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Trout go to school in Schroon Lake

Program slated Sept. 15

Schroon Lake Central School teachers Cookie Barker and Mat Riddle have developed a trout project for students in their science classes. As part of the project Barker and Riddle have designed and built a 300-gallon, self-sustaining aquatic ecosystem.

Schroon Lake Central School teachers Cookie Barker and Mat Riddle have developed a trout project for students in their science classes. As part of the project Barker and Riddle have designed and built a 300-gallon, self-sustaining aquatic ecosystem. Photo by Nancy Frasier.

— “Local individuals, businesses and community groups have offered support through donations of materials or cash,” Barker said. “We (teachers and students) began construction on the project in June and neared completion in July. Minnows were used successfully to test the system during a four-week period in July and August. Final construction of the hydroponics portion was completed in August. The minnows were returned to their original tanks as the system was made ready for the trout. Lake water replaced the water in the tank the third week of August. After a week of stabilization, the trout were transferred to the 300 gallon tank, which will be their new home until they are tagged and released next spring.”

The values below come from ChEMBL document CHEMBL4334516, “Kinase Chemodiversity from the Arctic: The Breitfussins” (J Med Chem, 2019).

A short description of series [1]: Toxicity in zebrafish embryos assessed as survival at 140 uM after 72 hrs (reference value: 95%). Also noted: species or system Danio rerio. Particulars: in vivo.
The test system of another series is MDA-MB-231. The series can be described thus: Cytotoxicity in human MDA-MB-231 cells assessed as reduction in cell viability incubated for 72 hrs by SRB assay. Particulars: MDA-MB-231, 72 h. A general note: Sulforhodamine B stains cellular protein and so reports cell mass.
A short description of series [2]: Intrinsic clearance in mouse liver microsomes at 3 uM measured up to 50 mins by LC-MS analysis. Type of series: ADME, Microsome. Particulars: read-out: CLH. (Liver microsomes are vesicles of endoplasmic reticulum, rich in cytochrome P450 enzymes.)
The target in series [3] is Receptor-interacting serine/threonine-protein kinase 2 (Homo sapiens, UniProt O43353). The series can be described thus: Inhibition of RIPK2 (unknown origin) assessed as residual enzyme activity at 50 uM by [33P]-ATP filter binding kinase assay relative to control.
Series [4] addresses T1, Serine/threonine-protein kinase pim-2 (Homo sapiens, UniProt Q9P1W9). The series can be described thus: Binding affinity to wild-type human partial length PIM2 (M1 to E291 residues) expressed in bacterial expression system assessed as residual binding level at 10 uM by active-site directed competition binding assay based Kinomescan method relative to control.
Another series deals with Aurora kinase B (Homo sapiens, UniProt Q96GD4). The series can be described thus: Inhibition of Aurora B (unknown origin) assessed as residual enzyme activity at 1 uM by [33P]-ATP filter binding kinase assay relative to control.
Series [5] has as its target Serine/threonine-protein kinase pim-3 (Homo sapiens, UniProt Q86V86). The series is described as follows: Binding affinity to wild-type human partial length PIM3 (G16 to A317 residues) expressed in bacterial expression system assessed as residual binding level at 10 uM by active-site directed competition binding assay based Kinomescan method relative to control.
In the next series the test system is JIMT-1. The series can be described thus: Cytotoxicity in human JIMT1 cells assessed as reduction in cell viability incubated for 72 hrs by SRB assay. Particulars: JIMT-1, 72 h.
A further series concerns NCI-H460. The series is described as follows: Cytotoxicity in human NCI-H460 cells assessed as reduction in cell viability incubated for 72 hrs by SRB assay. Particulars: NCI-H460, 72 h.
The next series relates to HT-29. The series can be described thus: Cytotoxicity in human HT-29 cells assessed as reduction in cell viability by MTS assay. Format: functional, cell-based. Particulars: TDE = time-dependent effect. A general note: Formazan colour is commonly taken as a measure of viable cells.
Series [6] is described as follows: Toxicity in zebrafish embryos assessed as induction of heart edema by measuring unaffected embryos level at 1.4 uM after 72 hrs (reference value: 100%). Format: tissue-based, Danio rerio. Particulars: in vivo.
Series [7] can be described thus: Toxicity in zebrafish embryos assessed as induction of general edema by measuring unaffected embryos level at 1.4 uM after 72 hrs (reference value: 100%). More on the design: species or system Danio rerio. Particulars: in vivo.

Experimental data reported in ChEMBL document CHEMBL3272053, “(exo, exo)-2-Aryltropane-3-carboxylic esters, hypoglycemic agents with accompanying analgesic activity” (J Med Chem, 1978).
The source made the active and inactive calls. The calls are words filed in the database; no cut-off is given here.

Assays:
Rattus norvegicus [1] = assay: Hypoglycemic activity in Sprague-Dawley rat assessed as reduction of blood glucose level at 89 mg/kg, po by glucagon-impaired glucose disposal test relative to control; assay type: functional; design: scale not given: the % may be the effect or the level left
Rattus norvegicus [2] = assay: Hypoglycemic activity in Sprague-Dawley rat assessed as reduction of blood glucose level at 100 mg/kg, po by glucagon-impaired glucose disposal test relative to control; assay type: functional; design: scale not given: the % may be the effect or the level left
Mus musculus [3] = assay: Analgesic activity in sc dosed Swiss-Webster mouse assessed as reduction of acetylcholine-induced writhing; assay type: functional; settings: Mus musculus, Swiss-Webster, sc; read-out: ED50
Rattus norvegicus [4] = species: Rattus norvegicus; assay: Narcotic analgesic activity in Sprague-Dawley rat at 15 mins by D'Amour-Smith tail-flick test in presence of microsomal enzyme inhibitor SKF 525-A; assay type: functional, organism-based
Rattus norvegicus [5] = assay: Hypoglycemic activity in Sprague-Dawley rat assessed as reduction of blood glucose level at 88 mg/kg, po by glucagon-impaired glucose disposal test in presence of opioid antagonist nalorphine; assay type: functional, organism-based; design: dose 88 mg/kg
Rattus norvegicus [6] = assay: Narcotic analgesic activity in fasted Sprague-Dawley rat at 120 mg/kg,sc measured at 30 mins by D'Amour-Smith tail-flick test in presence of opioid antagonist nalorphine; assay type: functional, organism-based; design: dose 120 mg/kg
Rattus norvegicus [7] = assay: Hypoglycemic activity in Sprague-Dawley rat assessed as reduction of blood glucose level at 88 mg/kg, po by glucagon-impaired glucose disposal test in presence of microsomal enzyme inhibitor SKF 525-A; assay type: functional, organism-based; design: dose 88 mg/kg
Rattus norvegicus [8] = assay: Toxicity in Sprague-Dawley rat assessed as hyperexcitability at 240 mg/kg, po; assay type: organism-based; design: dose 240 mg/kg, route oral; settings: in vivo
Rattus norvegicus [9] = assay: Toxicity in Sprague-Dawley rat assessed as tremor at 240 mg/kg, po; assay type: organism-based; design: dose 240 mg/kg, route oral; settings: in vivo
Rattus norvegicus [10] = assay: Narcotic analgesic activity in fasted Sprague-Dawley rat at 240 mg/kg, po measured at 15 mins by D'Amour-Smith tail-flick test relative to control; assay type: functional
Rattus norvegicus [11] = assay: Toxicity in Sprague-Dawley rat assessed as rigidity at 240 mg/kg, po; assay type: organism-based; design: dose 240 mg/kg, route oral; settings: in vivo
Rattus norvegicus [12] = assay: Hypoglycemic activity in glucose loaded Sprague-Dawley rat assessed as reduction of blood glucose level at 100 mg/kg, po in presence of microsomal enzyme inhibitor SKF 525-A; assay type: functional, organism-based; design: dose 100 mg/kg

Riddle, the earth science and middle school science teacher and an experienced plumber, designed the system with help from Barker, the biology and chemistry teacher.

“The five students who were selected last winter to work with Phase 1 (rearing of trout) of this project will focus on Phase 2, the self-sustaining aquatic ecosystem, to design standard lab protocols and to do research projects,” Barker said. “A second group of students will apply and be selected this fall to focus on raising trout from eggs, Phase 1 of our trout project. All the work the students do is above and beyond their normal class schedule.

“This trout project will compliment the highly-successful DNA project that many people helped support a few years ago,” she added. “Both projects will be used to enhance the science education here at SLCS by making science come alive and by tying community values to our curriculum.”

Barker has taught science at Schroon Lake the past 19 years. She has brought over $13,000 in grant and sponsorship funds to the science department during that time. In 1999 Barker was presented with the Outstanding Biology Teacher Award through the National Biology Teachers Association.

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